Along the one lane country roads in our county, the traveler encounters an occasional roadside tree, all by itself at the edge of the endless fields of corn and soybeans. The casual passerby may see nothing unusual about the trees but those of us who have lived here almost as long as these trees have, think of them as quite remarkable. They stand as monuments commemorating the passing agrarian life we cherish.
These trees are hickories, already bearing when I was born seventy some years ago. To understand why they are precious, visualize this landscape when these trees first sprouted at least a hundred years ago. Much of this land was originally forested, and was still in the process of being cleared. All through the 20th century, more trees vanished every year. By the time I worked in the fields, there were still a few sentinels of the old forest dotting the grain fields and pastures. They were left there mostly for shade. In those days farmers spent a lot of time in the blazing sun, not in tractor cabs, and all of you who have felt the July sun bearing mercilessly down on you know what a pleasure it is to be able to rest a bit in the shade. Worth losing a little bit of corn for. A few trees in the pastures were spared for the same reason— shade for the livestock.
One by one, these silent sentinels from the past were cut down or died. It was not much of a bother to dodge a field tree with two-row equipment, but when corn planters grew to the 12-row, 20-row and 30-row size, dodging a tree could mean that many crooked rows or double- planted rows, two things no corn farmer can abide.
Finally, today, only the lonely hickories at the edges of the fields along the roads remain (see photo). They are bothersome to farmers too, and to understand why they remain, one must know a bit about hickories. Rarely do you find two of them exactly alike in the woods. They do not come true to seed. Two next to each other can have quite different nuts in size, shape, thickness of shell, and ease of nutmeat extraction. Only a few specimens have really good nuts for fast and easy cracking. So when the forests were cleared away, farmers deliberately left the best hickories, since the nutmeats were highly prized for table use back when people could not or would not buy nuts in stores. Invariably, the old trees that still stand along the roads have been spared for a hundred years because they bear the choicest nuts.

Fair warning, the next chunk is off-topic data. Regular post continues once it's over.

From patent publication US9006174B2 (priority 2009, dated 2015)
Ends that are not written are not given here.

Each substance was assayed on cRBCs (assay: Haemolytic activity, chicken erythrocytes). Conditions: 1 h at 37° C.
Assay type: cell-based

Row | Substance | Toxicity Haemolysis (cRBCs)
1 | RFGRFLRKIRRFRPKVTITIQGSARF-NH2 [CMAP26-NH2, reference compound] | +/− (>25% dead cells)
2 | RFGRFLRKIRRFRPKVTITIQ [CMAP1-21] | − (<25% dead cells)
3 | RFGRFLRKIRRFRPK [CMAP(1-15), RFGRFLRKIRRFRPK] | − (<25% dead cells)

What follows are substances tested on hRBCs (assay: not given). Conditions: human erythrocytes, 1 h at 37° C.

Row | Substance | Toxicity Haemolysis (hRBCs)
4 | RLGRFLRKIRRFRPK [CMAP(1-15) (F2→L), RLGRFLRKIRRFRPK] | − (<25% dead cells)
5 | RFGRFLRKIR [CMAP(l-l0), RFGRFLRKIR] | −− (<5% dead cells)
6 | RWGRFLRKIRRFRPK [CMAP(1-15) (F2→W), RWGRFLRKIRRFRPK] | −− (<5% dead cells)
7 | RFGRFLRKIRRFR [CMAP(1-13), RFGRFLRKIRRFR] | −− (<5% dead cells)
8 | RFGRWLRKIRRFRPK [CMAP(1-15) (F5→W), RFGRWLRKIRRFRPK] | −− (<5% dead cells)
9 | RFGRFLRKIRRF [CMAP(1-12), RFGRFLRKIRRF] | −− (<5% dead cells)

Farmers steeped in the old culture know this. Even though they may not themselves gather the nuts anymore, they remember how Momma and Grandmother treasured them. They cannot quite bring themselves to cut the trees down. They continue to honor their ancestors and the culture that bore them.
Every year nut-lovers who know the secret of these trees stop along the road to gather the nuts. They are always older people. They mostly live in town now, retired, but they remember the rural life of their youth. For them, for all us who love the taste of hickory nuts, gathering them has become a kind of ritual. We spend fall evenings cracking and picking out the nutmeats for baked goods that we give for Christmas presents to younger generations too busy to know the pleasure of a hickory nut pie.
I have planted nuts from the lonely hickories on my land in the hope of keeping them going until another human generation comes along that might appreciate them again. Some of these young trees have started to bear now— it generally takes about twelve years from sprouting. Since they don’t come true from seed, mine produce nice nuts but not quite as choice as those from the parent trees. At least so far. But many of mine have not come into bearing yet.
As the lonely hickories slowly die off, few mourn their passage because the mourners are also dying off. But I have hope. Our neighbor, right across the road, has an ancient hickory in his yard along the road that produces excellent nuts. One of my young trees comes from a nut from his tree. As I passed his house last week, I saw a wonderful sight. A group of young people were gathering the nuts. Perhaps I do not need to mourn. Perhaps a hundred years from now, people will still be gathering hickory nuts— in what was once my yard.